Breaking the stranglehold

There is scant focus on India’s secret shame: bonded labour

January 03, 2019 12:02 am | Updated 12:16 am IST

Last year, on December 22, an incident of bonded labour reached the national headlines, even if only for a fleeting moment. BJP president Amit Shah tweeted on the subject. A week earlier, 52 trafficked labourers had been rescued from a ginger farm in Karnataka where they had been made to work inhuman hours with little pay. Yet, for the most part, both the mainstream discourse and social media commentary miss the underlying phenomenon: bonded labour, India’s secret shame.

The practice was abolished under the Bonded Labour System (Abolition) Act, 1976 after the issue found a place in the Emergency-era’s 20-point programme. Four decades on, independent surveys and State government-led committees still point to its myriad forms. The Global Slavery Index 2016 estimated there to be 1.8 crore Indians in modern slavery, including bondedness, while the International Labour Organisation said there were 1.17 crore bonded labourers in 2014.

However, there has been no government-led nationwide survey since 1978, despite each district having been given ₹4.5 lakh for such surveys. Instead, the government relies on rescue and rehabilitation numbers: Since 1976, over 3.13 lakh people have been rescued, with Karnataka topping the list (nearly 66,300 people). This does not reflect the extent of the prevalence of bonded labour, as most labourers are not aware of the Act and turn to the authorities only when it becomes overtly violent.

Moreover, National Crime Records Bureau data show that not all cases are reported by the police. Between 2014 and 2016, they recorded just 1,338 victims, with 290 police cases filed — a stark difference from 5,676 rescues reported by six States in this period.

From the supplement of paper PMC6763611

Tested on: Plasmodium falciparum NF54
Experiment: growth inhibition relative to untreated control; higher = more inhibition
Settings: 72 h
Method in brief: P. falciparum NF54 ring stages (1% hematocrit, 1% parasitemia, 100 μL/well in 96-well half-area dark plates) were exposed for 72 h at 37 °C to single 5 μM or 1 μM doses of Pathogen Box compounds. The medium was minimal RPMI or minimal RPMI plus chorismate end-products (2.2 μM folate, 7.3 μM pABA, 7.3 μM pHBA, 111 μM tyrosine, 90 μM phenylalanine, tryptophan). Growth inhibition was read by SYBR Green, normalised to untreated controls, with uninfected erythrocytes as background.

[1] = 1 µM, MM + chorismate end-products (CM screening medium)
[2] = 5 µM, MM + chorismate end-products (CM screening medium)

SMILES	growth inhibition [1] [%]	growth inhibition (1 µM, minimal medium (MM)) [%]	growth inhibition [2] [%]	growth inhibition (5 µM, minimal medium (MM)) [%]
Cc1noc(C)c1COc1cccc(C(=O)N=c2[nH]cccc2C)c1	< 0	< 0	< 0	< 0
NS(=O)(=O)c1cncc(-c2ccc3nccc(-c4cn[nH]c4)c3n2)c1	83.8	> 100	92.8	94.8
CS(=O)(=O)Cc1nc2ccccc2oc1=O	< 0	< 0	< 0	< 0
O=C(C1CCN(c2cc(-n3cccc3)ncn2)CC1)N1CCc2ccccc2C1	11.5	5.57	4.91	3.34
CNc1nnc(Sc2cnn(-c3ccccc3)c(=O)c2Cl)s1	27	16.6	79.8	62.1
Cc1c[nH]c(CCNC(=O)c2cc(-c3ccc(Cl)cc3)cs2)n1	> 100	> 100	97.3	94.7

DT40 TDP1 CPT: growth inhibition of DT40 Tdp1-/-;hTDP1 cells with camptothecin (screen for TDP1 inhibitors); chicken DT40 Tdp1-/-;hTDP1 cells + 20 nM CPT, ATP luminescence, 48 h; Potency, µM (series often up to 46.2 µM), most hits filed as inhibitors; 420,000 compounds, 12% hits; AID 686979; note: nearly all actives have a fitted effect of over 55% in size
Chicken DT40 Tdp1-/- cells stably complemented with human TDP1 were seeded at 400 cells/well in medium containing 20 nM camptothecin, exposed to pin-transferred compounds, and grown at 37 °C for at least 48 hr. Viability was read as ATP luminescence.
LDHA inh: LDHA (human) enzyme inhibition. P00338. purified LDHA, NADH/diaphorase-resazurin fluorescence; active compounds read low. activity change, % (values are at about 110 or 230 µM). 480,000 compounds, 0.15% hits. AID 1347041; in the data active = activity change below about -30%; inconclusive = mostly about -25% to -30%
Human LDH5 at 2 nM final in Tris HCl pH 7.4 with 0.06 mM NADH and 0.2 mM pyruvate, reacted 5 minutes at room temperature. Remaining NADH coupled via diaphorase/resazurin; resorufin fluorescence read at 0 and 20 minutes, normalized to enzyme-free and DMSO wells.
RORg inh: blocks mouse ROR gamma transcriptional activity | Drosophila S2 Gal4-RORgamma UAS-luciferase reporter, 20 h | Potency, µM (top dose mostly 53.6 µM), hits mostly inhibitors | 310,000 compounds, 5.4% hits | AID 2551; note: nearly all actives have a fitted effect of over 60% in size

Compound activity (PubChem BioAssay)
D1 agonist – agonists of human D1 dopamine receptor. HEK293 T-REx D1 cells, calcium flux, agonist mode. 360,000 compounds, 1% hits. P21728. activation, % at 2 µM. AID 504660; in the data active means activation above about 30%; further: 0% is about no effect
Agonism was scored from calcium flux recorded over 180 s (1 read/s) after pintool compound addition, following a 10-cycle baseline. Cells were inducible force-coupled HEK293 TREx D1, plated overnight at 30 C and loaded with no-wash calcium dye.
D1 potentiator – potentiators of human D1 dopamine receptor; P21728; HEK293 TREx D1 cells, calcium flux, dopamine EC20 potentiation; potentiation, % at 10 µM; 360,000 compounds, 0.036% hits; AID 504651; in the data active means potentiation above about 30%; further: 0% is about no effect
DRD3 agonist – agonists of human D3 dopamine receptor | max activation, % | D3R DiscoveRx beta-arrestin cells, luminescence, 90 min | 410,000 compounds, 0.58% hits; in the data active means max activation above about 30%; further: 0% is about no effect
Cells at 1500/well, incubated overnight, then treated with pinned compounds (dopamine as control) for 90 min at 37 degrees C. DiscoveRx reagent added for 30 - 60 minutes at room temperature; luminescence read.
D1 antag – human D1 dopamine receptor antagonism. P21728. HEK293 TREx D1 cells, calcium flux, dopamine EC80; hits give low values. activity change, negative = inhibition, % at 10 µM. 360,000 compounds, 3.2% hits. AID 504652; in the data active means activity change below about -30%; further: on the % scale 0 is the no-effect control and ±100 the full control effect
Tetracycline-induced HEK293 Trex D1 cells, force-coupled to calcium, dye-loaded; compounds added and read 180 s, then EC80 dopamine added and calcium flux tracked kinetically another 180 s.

This becomes important given the structure of the disbursal of rehabilitation funds: ₹20,000 is given as immediate relief while the rest (which depends on the case) is given only after conviction of the accused. In these three years, only 28 cases (of the 334 in trial) saw judicial resolution, resulting in a conviction rate of just 32%. It is no surprise that the Centre has had to spend just ₹7.65 crore on rehabilitation in this period. Some patterns emerge. Traffickers continue to source labour in socio-economically backward districts, an example being Bolangir in Odisha. Tribals and Dalits remain vulnerable. Advances and small loans accompanied by promises of steady pay are tools of entrapment. Brick kilns, quarries, horticulture farms, shoe and plastic factories in metropolises are venues for this practice.

The Ministry of Labour says, “The root of the problem lies in the social customs and economic compulsions,” before listing a “multi-pronged” strategy which focusses solely on rescue and rehabilitation processes. However, a preventive measure, which must start with a survey, is missing. Creating financial access for vulnerable communities/vulnerable districts could help. Further, regulatory attention must focus on trafficking rings and sectors.

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